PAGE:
Many governments require individuals to prove their identity to qualify for public programs, which risks excluding beneficiaries who lack identification documents. We examine the effects of an ID requirement introduced in 2011 for Peru's national health insurance program Seguro Integral de Salud. Using a difference-in-differences design and repeated cross-sectional data from a national household survey covering births between 2008 and 2014, we find no measurable effect on service utilization or health outcomes among infants despite significant variation in ID ownership when the requirement went into effect. Possible reasons for the lack of effect include imperfect enforcement of the requirement and various government stop-gaps.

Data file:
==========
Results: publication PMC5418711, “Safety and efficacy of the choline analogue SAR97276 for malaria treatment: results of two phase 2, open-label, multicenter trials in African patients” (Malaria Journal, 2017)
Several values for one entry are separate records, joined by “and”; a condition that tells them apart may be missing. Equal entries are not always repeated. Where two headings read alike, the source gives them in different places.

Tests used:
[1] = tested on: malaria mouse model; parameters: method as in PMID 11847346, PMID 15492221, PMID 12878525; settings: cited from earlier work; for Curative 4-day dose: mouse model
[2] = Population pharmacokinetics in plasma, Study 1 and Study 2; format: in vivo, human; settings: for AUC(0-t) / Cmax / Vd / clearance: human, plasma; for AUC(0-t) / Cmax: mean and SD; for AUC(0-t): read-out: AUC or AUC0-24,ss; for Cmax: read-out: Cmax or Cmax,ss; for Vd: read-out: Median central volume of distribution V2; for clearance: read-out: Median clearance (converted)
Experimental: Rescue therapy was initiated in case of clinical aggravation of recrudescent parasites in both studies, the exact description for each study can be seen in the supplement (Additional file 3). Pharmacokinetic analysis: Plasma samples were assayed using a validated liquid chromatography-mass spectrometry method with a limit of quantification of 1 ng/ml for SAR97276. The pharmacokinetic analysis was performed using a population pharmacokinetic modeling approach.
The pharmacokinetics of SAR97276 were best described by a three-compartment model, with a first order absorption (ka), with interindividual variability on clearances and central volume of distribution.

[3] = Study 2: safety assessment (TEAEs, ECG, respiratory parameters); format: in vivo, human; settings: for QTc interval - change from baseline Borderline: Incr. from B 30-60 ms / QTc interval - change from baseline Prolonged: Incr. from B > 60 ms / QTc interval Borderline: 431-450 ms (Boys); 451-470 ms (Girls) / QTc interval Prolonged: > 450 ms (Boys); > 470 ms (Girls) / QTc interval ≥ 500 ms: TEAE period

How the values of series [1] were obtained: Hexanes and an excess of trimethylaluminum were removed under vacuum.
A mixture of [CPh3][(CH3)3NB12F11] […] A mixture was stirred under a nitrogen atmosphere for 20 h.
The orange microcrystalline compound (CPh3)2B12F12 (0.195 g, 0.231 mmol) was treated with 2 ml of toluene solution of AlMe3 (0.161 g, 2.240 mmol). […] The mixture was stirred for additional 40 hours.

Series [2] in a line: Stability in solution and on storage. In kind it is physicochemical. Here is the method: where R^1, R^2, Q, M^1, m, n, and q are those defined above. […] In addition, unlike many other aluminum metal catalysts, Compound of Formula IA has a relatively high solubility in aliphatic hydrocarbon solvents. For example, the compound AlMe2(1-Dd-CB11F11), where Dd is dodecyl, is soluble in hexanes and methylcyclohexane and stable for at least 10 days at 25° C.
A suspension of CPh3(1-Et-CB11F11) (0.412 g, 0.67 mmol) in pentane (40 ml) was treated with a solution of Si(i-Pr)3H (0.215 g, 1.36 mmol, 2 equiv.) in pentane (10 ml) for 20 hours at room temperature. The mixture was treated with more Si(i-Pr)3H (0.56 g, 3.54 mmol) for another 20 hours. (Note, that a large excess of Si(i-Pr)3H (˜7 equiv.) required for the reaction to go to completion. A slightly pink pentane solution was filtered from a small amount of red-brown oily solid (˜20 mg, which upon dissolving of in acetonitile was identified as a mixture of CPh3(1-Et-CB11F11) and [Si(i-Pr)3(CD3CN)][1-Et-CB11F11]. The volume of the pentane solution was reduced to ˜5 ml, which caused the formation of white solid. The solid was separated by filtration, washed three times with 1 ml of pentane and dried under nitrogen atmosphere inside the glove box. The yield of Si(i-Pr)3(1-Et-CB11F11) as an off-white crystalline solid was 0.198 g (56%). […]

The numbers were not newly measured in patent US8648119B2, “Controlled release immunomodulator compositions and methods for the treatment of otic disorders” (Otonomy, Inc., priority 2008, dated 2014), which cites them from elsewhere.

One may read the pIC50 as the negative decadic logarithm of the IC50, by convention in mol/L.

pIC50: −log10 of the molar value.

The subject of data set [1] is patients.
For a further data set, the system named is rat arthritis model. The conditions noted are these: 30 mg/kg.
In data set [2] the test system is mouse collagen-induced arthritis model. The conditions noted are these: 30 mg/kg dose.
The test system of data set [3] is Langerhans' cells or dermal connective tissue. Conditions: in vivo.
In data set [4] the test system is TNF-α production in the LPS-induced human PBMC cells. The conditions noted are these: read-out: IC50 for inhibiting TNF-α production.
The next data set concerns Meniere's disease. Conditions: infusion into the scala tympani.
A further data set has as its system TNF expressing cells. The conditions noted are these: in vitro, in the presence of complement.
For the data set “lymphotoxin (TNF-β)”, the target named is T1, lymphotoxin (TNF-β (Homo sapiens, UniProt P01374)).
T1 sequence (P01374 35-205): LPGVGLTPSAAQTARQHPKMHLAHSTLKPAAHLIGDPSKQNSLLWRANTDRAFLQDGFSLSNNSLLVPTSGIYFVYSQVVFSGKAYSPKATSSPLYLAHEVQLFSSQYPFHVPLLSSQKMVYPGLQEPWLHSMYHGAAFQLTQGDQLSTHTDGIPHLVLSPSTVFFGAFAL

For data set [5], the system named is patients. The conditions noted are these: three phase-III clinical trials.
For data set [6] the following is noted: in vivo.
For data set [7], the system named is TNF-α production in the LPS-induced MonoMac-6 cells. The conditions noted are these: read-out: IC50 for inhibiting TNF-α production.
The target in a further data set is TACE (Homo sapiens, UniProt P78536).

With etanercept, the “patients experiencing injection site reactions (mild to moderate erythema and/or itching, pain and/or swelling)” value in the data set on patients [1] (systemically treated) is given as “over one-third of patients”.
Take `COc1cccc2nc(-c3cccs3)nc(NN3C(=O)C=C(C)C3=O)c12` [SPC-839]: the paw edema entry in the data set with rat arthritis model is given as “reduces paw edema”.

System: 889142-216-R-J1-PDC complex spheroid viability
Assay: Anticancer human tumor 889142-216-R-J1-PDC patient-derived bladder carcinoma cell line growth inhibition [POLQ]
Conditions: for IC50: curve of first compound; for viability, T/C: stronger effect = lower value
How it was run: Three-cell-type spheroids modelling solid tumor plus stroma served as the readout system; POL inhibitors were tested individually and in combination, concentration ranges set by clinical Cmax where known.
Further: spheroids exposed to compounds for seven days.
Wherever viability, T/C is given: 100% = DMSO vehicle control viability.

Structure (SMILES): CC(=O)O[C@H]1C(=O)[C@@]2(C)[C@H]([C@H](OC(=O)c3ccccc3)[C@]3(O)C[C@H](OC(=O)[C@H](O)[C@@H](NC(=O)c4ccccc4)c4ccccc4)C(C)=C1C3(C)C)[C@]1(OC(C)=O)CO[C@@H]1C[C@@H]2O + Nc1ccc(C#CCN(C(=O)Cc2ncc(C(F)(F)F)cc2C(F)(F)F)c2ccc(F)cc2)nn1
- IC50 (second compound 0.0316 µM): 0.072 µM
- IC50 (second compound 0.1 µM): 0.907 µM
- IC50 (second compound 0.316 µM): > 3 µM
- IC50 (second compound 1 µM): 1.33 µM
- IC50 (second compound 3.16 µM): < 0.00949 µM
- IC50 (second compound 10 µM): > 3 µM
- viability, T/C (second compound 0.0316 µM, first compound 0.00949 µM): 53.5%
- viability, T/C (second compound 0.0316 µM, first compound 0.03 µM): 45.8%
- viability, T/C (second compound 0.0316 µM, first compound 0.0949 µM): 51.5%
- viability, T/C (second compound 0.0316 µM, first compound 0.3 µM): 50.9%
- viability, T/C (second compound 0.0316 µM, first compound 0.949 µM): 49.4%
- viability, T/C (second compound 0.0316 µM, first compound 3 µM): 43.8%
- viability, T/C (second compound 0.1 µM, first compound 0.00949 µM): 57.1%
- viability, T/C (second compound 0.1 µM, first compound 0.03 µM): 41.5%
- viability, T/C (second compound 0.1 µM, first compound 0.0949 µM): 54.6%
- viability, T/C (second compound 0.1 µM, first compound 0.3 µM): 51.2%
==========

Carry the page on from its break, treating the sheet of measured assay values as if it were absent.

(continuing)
Rights & Permissions
You may use and disseminate CGD’s publications under these conditions.